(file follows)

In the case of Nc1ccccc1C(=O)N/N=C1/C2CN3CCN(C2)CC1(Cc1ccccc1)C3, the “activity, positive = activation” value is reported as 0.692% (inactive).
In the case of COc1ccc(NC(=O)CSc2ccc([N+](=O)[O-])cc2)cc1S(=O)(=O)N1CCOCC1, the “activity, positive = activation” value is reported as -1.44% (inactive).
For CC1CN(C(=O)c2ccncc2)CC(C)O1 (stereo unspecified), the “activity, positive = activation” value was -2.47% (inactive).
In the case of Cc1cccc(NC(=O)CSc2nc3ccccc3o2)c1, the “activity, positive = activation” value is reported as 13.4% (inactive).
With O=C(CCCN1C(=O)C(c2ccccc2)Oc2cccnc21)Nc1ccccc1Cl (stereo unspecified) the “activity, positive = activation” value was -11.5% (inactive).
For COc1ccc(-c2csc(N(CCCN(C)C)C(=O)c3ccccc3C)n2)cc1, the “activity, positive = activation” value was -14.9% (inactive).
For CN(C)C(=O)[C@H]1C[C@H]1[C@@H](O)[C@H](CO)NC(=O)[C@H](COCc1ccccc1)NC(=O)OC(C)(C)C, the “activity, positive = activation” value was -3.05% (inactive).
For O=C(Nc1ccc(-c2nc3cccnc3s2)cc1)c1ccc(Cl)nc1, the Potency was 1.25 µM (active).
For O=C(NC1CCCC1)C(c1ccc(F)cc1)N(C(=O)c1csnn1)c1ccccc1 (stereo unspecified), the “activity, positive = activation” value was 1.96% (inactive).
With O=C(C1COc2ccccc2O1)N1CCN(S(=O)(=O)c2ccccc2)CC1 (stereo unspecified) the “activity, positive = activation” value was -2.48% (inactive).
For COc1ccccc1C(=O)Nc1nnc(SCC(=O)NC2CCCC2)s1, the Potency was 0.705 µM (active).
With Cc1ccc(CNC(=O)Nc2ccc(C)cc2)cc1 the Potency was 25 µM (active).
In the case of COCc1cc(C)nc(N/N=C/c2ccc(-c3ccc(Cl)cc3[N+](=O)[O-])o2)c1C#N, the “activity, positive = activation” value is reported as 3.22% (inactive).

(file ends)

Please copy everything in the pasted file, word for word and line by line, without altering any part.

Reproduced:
In the case of Nc1ccccc1C(=O)N/N=C1/C2CN3CCN(C2)CC1(Cc1ccccc1)C3, the “activity, positive = activation” value is reported as 0.692% (inactive).
In the case of COc1ccc(NC(=O)CSc2ccc([N+](=O)[O-])cc2)cc1S(=O)(=O)N1CCOCC1, the “activity, positive = activation” value is reported as -1.44% (inactive).
For CC1CN(C(=O)c2ccncc2)CC(C)O1 (stereo unspecified), the “activity, positive = activation” value was -2.47% (inactive).
In the case of Cc1cccc(NC(=O)CSc2nc3ccccc3o2)c1, the “activity, positive = activation” value is reported as 13.4% (inactive).
With O=C(CCCN1C(=O)C(c2ccccc2)Oc2cccnc21)Nc1ccccc1Cl (stereo unspecified) the “activity, positive = activation” value was -11.5% (inactive).
For COc1ccc(-c2csc(N(CCCN(C)C)C(=O)c3ccccc3C)n2)cc1, the “activity, positive = activation” value was -14.9% (inactive).
For CN(C)C(=O)[C@H]1C[C@H]1[C@@H](O)[C@H](CO)NC(=O)[C@H](COCc1ccccc1)NC(=O)OC(C)(C)C, the “activity, positive = activation” value was -3.05% (inactive).
For O=C(Nc1ccc(-c2nc3cccnc3s2)cc1)c1ccc(Cl)nc1, the Potency was 1.25 µM (active).
For O=C(NC1CCCC1)C(c1ccc(F)cc1)N(C(=O)c1csnn1)c1ccccc1 (stereo unspecified), the “activity, positive = activation” value was 1.96% (inactive).
With O=C(C1COc2ccccc2O1)N1CCN(S(=O)(=O)c2ccccc2)CC1 (stereo unspecified) the “activity, positive = activation” value was -2.48% (inactive).
For COc1ccccc1C(=O)Nc1nnc(SCC(=O)NC2CCCC2)s1, the Potency was 0.705 µM (active).
With Cc1ccc(CNC(=O)Nc2ccc(C)cc2)cc1 the Potency was 25 µM (active).
In the case of COCc1cc(C)nc(N/N=C/c2ccc(-c3ccc(Cl)cc3[N+](=O)[O-])o2)c1C#N, the “activity, positive = activation” value is reported as 3.22% (inactive).